Blank Page: A Writer’s Greatest Adventure & Biggest Fear

I had coffee this morning with a couple of my writer friends. One of the topics that came up was how we each suffer from failures of motivation at times, being unable to buckle down and do the writing that we know we want to do and which ultimately makes us happy. The reasons for the failure are myriad, and I’m sure it’s a problem most writers deal with at least some of the time.

Staring at a blank page is daunting—especially if it’s your job to fill it with meaningful words. The ideas in your head are beautiful, exciting, unique, important. What if they don’t translate that way when you get them out onto the page? At the same time, it can be terribly exciting filling that page with your vision when everything comes together just right. Those are the days we live for as writers. If you don’t start, you never know. 

I learned a simple rule many years ago that can help with getting started. Simply stated, it’s:

“When you get to a stopping point, don’t stop.”

In other words, never end a writing session at a natural break in the story, such as the end of a chapter, end of a scene, or any place where the rhythm breaks or pauses. Stop when and where you have momentum so you’ll be able to pick right up and move on the next time. I will often break off when I know specifically what the next sentence will be, and occasionally have even stopped mid-sentence.

I don’t remember where I learned this little trick, and I certainly don’t claim ownership. But it works. The only problem is it doesn’t particularly help get you started on a new project, when you’re staring at a truly blank page, ready to begin a new writing adventure. Maybe the excitement of something new will be enough, though, to get you spinning letters into words, words into sentences, and so forth.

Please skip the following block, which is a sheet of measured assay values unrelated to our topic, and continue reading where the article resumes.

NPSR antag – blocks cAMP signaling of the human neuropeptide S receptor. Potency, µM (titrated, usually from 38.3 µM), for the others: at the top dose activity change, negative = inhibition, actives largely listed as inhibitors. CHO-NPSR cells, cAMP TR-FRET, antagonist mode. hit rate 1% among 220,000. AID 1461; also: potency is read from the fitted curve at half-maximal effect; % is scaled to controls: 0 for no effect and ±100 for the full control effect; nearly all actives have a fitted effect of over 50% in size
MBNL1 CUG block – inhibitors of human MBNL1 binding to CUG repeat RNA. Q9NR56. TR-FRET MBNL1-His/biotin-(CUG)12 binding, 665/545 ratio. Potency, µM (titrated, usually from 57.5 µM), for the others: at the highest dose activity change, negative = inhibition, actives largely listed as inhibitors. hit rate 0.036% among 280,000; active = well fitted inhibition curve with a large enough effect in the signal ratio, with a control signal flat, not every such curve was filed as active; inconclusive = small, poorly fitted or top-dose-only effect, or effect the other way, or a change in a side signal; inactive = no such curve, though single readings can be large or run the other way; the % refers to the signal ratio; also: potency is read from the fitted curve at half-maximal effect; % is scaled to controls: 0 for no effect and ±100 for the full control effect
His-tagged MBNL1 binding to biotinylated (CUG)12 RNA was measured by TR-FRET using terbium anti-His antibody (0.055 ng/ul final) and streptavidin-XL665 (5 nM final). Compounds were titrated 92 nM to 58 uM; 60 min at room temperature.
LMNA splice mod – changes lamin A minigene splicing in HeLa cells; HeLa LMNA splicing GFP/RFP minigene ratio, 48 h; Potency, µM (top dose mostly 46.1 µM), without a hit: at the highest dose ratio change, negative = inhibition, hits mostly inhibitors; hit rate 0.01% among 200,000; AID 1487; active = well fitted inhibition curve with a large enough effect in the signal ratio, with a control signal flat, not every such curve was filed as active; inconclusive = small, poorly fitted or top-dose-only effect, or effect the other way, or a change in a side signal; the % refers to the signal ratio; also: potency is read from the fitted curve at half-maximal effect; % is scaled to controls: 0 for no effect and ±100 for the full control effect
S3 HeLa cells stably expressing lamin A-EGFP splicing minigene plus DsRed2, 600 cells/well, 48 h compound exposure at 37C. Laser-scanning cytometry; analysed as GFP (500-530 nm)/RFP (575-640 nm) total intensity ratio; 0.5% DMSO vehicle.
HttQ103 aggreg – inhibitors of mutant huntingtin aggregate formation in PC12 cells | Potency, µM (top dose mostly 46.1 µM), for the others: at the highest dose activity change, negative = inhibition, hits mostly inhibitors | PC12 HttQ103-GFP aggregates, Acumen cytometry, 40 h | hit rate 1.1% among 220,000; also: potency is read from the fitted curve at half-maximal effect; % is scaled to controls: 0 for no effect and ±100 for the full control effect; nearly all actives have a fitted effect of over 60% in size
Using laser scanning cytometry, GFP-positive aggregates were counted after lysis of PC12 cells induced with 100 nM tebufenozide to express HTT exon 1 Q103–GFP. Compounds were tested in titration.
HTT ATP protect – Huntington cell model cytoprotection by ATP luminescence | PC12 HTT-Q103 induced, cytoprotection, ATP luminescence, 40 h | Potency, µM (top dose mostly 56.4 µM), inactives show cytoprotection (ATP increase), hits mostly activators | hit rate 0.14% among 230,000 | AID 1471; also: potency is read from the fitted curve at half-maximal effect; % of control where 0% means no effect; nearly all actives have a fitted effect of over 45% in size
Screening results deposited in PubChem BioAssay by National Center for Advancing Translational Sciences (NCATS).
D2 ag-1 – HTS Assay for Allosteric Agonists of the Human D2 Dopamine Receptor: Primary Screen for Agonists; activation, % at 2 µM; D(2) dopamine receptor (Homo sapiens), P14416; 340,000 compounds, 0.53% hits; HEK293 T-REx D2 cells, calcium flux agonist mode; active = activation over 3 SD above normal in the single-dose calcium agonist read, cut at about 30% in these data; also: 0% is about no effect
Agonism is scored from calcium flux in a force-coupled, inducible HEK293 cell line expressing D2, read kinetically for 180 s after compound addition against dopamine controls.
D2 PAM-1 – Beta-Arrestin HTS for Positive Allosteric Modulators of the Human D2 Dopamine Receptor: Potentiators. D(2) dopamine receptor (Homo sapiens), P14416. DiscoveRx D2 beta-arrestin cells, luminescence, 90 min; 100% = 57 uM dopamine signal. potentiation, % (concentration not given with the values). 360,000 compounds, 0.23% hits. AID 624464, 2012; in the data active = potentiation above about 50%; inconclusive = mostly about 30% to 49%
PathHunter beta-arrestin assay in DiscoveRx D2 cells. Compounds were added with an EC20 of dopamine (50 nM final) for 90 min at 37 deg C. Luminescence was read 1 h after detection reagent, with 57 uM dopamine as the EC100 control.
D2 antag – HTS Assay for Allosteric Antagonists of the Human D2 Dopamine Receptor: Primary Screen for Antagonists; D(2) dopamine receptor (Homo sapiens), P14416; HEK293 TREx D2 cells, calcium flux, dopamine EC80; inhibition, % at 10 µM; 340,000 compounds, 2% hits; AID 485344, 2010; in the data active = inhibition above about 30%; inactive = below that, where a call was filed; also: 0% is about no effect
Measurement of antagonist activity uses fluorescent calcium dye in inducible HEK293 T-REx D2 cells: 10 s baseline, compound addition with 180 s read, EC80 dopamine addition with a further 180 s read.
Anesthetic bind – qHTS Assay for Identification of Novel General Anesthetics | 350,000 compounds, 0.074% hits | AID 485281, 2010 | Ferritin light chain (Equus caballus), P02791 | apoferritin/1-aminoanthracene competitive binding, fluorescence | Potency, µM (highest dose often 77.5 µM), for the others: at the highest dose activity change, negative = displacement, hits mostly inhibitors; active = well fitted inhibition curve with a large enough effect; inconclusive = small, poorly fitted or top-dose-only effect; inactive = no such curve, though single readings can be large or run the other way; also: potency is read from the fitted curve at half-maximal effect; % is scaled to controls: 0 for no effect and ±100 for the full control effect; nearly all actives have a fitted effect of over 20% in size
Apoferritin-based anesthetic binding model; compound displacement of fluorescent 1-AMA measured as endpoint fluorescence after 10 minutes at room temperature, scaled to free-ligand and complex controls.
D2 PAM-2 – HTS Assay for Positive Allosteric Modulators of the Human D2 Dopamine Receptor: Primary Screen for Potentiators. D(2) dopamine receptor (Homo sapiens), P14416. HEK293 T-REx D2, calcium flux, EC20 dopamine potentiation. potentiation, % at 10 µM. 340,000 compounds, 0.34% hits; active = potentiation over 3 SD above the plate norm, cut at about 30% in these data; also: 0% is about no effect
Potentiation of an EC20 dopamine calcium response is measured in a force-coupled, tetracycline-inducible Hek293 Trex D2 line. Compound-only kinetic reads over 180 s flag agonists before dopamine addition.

On the topic of the blank page, I have a musical sample to share, showing that songwriters, too, face this problem. Singer/songwriter Kevin Gilbert wrote this song, “Blank Page,” and I’m sure every creative writer can completely identify with what he has to say:

Blank page
Numbly staring up at me
Daring me to try to be
Simple, yet profound

Sadly, Kevin is no longer with us, although he filled many a page before he left the stage. Now, it’s time for me—and you—to do the same.

Do you have tricks or methods for maintaining your writing momentum or for launching into new writing projects? I’d love to hear them! Share in the comments below.

Follow B. K. Winstead on Twitter at @bkwins


4 thoughts on “Blank Page: A Writer’s Greatest Adventure & Biggest Fear

  1. cryptictown

    The opposite works for me–I always try to stop writing at a place where I don’t know what’s happening next or how to solve a problem, etc. Then I sleep on it, dream on it, think about it the next day at work, and generally, something comes to me. Then I’m dying to get at it again.


    1. bkwins Post author

      Isn’t that funny? Just shows how everyone’s habits are different. The real point is to do what works. I also work through story problems while sleeping, working, and everything else that isn’t writing, but that’s usually part of the story that’s further out than the next words on the page.


  2. Marianne Knowles

    Stopping mid-scene helps me, too. It’s been two days since I’ve been able to write after stopping about five paragraphs into the next scene. I’ve already decided I’m going to change the scene I began by bringing in another character, so that’s where I’ll start. So it’s a mix of the two approaches you two described.


    1. bkwins Post author

      Hi Marianne! I’ve had that experience as well. Sometimes that time away, no matter how brief, does allow your subconscious to “fix” problems you didn’t realize you had or come up with better areas to explore. Hey, it’s all good if it keeps you moving forward, right?



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